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The code for this file is pretty straightforward. Note that the line of code containing console.log call will let us know which environment is taken by the nest while executing commands and the same file is being provided as dotenv options below it.

Now, to successfully integrate dotenv with Nest, it is recommended by the official Nest docs to create a config service along with a config module.

Thus, create a services folder and inside that folder — create a config.service.ts file.

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Here, IEnvConfigInterface is an interface provided explicitly by us to improve the understandability of code.

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dotenv.parse will read the contents of the file containing environment variables and is made available for use. It can accept string or buffer and convert it into an object of key-value pairs.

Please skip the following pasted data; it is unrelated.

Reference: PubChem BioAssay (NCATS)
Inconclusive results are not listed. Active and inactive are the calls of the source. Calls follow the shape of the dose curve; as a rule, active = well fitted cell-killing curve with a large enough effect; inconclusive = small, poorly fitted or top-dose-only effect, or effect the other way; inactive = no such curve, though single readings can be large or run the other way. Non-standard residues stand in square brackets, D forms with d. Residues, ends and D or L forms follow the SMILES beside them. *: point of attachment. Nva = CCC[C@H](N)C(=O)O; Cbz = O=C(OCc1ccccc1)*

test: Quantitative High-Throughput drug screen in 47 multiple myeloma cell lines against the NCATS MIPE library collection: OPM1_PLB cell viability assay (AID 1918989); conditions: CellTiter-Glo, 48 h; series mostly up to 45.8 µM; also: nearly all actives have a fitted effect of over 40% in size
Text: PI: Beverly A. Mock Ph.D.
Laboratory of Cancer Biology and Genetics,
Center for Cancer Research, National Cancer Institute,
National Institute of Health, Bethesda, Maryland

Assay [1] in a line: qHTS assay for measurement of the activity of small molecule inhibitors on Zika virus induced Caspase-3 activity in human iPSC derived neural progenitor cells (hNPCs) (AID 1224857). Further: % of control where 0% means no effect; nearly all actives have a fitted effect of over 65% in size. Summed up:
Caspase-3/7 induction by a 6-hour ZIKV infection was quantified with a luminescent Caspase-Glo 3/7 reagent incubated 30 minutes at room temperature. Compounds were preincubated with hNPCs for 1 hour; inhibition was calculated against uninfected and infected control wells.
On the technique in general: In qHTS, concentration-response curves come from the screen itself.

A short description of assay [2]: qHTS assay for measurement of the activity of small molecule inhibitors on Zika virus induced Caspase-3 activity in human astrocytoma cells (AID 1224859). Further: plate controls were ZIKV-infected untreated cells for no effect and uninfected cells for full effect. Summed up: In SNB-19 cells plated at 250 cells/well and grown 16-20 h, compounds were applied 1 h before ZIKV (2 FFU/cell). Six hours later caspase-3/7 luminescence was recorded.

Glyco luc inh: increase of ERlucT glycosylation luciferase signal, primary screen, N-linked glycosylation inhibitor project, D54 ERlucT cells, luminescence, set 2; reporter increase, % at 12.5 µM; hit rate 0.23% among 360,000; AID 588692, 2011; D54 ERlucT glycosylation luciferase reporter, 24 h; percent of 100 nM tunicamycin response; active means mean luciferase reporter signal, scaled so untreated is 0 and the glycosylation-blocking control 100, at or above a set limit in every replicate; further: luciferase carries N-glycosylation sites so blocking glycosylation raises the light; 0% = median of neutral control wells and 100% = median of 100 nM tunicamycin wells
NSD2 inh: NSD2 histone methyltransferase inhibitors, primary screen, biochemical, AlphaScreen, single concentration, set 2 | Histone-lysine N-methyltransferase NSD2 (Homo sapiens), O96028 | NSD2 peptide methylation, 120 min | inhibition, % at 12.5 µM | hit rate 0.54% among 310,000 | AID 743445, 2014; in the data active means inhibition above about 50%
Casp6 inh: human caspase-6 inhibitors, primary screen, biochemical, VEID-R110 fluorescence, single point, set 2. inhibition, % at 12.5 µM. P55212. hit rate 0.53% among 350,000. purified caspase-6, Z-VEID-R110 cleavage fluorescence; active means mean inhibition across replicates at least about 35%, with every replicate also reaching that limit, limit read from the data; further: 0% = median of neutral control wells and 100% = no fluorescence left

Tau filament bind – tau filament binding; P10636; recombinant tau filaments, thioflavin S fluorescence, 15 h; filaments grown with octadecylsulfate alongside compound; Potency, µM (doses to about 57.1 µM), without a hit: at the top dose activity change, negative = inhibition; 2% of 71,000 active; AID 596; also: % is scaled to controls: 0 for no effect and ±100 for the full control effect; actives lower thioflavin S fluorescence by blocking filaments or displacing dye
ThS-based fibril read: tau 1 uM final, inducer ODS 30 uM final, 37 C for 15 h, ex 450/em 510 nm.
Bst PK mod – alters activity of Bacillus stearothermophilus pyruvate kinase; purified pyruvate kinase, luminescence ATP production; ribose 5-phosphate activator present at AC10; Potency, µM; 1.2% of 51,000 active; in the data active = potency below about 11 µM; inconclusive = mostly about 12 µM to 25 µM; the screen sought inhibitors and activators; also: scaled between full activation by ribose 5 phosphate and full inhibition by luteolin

This object is then validated by using Joi schema object which is a library provided by Hapi. Under this schema, we have specified that the environment (whether test or development) will be grabbed as the NODE_ENV key in the command line.

Also, if no environment is specified, then set the environment to ‘development’. Thus, our envConfig variable is now initialized with this validated object.

Now, create a configModule and import it to the app module.